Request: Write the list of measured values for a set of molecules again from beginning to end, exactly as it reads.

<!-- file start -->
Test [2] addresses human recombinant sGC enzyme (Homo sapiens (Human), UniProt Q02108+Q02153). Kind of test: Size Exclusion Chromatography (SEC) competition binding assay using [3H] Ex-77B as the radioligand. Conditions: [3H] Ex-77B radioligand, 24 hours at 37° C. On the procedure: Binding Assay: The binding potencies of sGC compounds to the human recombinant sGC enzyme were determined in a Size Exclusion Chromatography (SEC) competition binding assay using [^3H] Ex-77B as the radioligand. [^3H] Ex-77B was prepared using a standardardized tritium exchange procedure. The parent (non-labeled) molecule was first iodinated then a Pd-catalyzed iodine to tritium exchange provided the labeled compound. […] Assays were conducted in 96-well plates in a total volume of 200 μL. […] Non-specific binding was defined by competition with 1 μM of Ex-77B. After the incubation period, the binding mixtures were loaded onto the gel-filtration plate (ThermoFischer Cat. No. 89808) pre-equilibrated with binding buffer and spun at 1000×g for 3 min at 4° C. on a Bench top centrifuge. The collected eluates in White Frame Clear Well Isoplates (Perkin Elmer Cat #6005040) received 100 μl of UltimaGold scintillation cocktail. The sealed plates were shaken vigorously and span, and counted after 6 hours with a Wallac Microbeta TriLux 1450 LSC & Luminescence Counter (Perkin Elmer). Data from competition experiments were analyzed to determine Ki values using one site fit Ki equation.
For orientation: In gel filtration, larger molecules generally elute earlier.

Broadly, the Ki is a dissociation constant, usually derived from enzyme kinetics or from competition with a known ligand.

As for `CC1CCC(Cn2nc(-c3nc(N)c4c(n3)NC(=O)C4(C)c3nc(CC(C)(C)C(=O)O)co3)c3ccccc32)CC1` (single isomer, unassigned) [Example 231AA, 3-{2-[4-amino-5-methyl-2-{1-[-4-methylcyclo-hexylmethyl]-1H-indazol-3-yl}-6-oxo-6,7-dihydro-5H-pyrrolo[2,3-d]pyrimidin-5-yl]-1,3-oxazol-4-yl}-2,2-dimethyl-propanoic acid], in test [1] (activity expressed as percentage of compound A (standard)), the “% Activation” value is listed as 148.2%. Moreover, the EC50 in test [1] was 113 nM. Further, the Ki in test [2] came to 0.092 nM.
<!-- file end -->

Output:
Test [2] addresses human recombinant sGC enzyme (Homo sapiens (Human), UniProt Q02108+Q02153). Kind of test: Size Exclusion Chromatography (SEC) competition binding assay using [3H] Ex-77B as the radioligand. Conditions: [3H] Ex-77B radioligand, 24 hours at 37° C. On the procedure: Binding Assay: The binding potencies of sGC compounds to the human recombinant sGC enzyme were determined in a Size Exclusion Chromatography (SEC) competition binding assay using [^3H] Ex-77B as the radioligand. [^3H] Ex-77B was prepared using a standardardized tritium exchange procedure. The parent (non-labeled) molecule was first iodinated then a Pd-catalyzed iodine to tritium exchange provided the labeled compound. […] Assays were conducted in 96-well plates in a total volume of 200 μL. […] Non-specific binding was defined by competition with 1 μM of Ex-77B. After the incubation period, the binding mixtures were loaded onto the gel-filtration plate (ThermoFischer Cat. No. 89808) pre-equilibrated with binding buffer and spun at 1000×g for 3 min at 4° C. on a Bench top centrifuge. The collected eluates in White Frame Clear Well Isoplates (Perkin Elmer Cat #6005040) received 100 μl of UltimaGold scintillation cocktail. The sealed plates were shaken vigorously and span, and counted after 6 hours with a Wallac Microbeta TriLux 1450 LSC & Luminescence Counter (Perkin Elmer). Data from competition experiments were analyzed to determine Ki values using one site fit Ki equation.
For orientation: In gel filtration, larger molecules generally elute earlier.

Broadly, the Ki is a dissociation constant, usually derived from enzyme kinetics or from competition with a known ligand.

As for `CC1CCC(Cn2nc(-c3nc(N)c4c(n3)NC(=O)C4(C)c3nc(CC(C)(C)C(=O)O)co3)c3ccccc32)CC1` (single isomer, unassigned) [Example 231AA, 3-{2-[4-amino-5-methyl-2-{1-[-4-methylcyclo-hexylmethyl]-1H-indazol-3-yl}-6-oxo-6,7-dihydro-5H-pyrrolo[2,3-d]pyrimidin-5-yl]-1,3-oxazol-4-yl}-2,2-dimethyl-propanoic acid], in test [1] (activity expressed as percentage of compound A (standard)), the “% Activation” value is listed as 148.2%. Moreover, the EC50 in test [1] was 113 nM. Further, the Ki in test [2] came to 0.092 nM.